Originally published by DodgerBlue.com
A historic offseason for the Los Angeles Dodgers put them in a new category of spending after adding Shohei Ohtani, Yoshinobu Yamamoto, Tyler Glasnow and outfielder Teoscar Hernández as their headline moves.
Yamamoto and Glasnow addressed their immediate need in the starting rotation, with Ohtani’s future as a starter delayed until the 2025 season after he recovers from elbow surgery. Hernández provides a big right-handed bat to the mix, which also allowed the Dodgers front office to feel more comfortable with their outfield platoons.
The bullpen is projected to have a great deal of experience, filled with options who have pitched at the backend of games. Prior to signing with the Houston Astros, star closer Josh Hader was a name linked to the Dodgers.
In an appearance on Foul Territory, Hader confirmed the Dodgers were among teams interested in bringing him in, although their talks never reached deep stages:
“There were a few good teams. There were a lot of teams that were competitive. Ultimately, we were looking for teams that are very competitive. We wanted to go win a World Series. I’ll give you a few. The Dodgers were one of them. They were in the room, but never fully stepped in. I’d say the Yankees were talking, it never came through. I think a lot of teams, they were interested, but nothing really came from it, so I think that was the biggest thing.”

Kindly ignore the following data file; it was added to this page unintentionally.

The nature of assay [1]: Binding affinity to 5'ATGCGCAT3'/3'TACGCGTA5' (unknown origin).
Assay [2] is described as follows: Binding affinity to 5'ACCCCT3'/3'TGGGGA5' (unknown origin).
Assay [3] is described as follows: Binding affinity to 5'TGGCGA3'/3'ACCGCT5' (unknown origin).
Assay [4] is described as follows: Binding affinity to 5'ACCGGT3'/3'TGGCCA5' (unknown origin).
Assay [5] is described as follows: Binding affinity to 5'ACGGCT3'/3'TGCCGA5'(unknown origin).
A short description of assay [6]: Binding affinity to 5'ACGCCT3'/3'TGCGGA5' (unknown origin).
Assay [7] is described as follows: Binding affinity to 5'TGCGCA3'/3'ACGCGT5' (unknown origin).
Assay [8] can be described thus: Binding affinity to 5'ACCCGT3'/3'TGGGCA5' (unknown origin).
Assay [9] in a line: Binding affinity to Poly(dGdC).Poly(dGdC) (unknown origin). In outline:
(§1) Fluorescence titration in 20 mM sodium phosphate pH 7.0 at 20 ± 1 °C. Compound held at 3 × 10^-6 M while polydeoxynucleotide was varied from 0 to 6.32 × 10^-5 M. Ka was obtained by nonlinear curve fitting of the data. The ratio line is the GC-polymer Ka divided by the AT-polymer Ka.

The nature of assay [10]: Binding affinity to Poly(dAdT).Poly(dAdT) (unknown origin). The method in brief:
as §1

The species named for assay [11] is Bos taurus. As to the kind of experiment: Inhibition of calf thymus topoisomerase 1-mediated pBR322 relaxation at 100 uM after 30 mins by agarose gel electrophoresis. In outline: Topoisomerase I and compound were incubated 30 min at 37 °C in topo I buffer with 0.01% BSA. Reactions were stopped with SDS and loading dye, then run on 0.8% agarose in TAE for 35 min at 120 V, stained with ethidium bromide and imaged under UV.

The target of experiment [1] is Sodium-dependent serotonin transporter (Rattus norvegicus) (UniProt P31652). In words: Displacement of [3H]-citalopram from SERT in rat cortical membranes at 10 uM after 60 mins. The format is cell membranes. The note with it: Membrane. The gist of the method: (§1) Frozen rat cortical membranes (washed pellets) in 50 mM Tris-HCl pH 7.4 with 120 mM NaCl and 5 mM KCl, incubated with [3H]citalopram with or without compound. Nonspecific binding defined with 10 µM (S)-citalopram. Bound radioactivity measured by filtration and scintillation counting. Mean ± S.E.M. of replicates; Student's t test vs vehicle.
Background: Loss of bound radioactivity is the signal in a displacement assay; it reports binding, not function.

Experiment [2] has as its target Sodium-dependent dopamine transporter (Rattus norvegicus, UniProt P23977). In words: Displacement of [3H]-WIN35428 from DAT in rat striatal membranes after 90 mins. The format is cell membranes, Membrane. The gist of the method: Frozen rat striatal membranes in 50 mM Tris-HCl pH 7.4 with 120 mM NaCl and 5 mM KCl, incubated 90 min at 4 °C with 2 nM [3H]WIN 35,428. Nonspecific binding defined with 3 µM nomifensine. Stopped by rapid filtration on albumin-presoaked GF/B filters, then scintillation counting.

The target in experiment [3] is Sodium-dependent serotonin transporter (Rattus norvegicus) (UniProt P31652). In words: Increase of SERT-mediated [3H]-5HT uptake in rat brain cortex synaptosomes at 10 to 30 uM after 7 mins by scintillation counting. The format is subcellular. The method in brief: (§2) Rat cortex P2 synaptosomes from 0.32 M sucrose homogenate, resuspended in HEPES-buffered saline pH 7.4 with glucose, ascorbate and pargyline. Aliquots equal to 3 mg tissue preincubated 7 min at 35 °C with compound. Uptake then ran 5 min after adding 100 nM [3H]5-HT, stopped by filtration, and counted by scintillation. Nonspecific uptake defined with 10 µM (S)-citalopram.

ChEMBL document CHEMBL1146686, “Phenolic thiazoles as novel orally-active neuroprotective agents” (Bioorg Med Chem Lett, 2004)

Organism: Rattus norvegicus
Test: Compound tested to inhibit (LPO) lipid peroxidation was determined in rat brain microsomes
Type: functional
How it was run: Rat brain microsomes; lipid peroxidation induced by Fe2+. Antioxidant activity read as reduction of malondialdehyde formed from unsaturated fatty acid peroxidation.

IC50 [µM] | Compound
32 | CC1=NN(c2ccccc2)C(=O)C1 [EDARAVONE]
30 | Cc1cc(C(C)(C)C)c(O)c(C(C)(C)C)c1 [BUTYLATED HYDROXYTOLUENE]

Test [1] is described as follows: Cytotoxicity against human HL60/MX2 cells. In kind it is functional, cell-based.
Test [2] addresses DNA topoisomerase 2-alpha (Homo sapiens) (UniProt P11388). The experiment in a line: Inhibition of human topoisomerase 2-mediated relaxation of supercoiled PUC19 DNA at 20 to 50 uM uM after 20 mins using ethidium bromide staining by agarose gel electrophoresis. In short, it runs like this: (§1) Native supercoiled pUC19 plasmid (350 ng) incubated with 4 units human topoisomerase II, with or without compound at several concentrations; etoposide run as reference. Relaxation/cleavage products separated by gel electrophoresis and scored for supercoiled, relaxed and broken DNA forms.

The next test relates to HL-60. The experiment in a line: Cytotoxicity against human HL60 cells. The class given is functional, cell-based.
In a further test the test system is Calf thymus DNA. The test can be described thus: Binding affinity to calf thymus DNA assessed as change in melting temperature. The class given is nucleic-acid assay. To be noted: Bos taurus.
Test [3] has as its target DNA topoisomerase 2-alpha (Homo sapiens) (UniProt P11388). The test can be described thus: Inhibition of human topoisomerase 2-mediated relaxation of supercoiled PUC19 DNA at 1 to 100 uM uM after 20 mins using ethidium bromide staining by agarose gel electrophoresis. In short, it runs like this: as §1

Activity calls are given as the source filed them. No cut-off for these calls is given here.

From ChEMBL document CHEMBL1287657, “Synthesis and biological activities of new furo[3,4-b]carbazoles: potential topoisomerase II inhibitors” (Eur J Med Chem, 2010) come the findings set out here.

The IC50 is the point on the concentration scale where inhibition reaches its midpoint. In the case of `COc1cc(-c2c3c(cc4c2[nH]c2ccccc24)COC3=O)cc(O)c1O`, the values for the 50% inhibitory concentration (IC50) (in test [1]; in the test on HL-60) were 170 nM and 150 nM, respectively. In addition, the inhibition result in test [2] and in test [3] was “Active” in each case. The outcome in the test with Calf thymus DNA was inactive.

Hader was the top reliever on the open market, eventually landing with the Astros on a five-year, $95 million contract. His deal includes no deferred money, which makes him the highest-paid relief pitcher in Major League Baseball history.
He’ll earn $19 million a year through 2028, also having a no-trade clause and no option years.
In seven big league seasons, Hader owns a 2.50 ERA with 165 saves in 349 games. His most recent year with the San Diego Padres included a 1.28 ERA with 33 saves, allowing just 32 hits while striking out 85 batters.
Dodgers might’ve tried to wait out Josh Hader market
Like their opportunity with Freddie Freeman, the Dodgers didn’t need to add Hader to their bullpen, but their deep organizational pockets might’ve allowed them to take on a short-term contract with a high average annual value (AAV).
That notion makes it easier to see how having the options in their current bullpen, made Hader more of a luxury option than a must-have piece.
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